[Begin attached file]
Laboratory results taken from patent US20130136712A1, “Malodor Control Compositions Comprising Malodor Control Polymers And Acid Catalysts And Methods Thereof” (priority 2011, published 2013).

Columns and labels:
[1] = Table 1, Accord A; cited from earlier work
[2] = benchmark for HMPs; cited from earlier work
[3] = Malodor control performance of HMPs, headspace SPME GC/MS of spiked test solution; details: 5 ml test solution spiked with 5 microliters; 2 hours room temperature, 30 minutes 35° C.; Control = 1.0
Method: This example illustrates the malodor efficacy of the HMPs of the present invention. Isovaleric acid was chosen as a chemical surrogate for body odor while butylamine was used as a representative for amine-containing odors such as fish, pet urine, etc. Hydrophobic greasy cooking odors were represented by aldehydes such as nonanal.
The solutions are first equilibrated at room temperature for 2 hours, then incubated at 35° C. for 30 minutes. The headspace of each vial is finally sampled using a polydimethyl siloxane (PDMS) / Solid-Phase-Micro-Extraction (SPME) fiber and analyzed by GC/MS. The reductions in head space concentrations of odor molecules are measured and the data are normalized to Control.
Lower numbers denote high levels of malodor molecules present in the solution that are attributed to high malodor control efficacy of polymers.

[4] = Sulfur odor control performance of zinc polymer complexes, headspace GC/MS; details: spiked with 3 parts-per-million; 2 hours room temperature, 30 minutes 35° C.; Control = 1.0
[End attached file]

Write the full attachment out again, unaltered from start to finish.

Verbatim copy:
Laboratory results taken from patent US20130136712A1, “Malodor Control Compositions Comprising Malodor Control Polymers And Acid Catalysts And Methods Thereof” (priority 2011, published 2013).

Columns and labels:
[1] = Table 1, Accord A; cited from earlier work
[2] = benchmark for HMPs; cited from earlier work
[3] = Malodor control performance of HMPs, headspace SPME GC/MS of spiked test solution; details: 5 ml test solution spiked with 5 microliters; 2 hours room temperature, 30 minutes 35° C.; Control = 1.0
Method: This example illustrates the malodor efficacy of the HMPs of the present invention. Isovaleric acid was chosen as a chemical surrogate for body odor while butylamine was used as a representative for amine-containing odors such as fish, pet urine, etc. Hydrophobic greasy cooking odors were represented by aldehydes such as nonanal.
The solutions are first equilibrated at room temperature for 2 hours, then incubated at 35° C. for 30 minutes. The headspace of each vial is finally sampled using a polydimethyl siloxane (PDMS) / Solid-Phase-Micro-Extraction (SPME) fiber and analyzed by GC/MS. The reductions in head space concentrations of odor molecules are measured and the data are normalized to Control.
Lower numbers denote high levels of malodor molecules present in the solution that are attributed to high malodor control efficacy of polymers.

[4] = Sulfur odor control performance of zinc polymer complexes, headspace GC/MS; details: spiked with 3 parts-per-million; 2 hours room temperature, 30 minutes 35° C.; Control = 1.0